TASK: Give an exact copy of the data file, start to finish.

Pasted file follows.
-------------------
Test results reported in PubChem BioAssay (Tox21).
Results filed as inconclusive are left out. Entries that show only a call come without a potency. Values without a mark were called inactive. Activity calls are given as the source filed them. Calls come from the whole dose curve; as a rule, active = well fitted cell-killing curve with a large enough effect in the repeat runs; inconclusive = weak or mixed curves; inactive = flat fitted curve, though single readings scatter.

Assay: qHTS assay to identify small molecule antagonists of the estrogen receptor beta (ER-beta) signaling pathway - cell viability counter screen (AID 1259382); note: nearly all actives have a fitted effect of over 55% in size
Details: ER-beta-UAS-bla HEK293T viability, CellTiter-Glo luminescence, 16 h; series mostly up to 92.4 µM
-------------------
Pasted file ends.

Test results reported in PubChem BioAssay (Tox21).
Results filed as inconclusive are left out. Entries that show only a call come without a potency. Values without a mark were called inactive. Activity calls are given as the source filed them. Calls come from the whole dose curve; as a rule, active = well fitted cell-killing curve with a large enough effect in the repeat runs; inconclusive = weak or mixed curves; inactive = flat fitted curve, though single readings scatter.

Assay: qHTS assay to identify small molecule antagonists of the estrogen receptor beta (ER-beta) signaling pathway - cell viability counter screen (AID 1259382); note: nearly all actives have a fitted effect of over 55% in size
Details: ER-beta-UAS-bla HEK293T viability, CellTiter-Glo luminescence, 16 h; series mostly up to 92.4 µM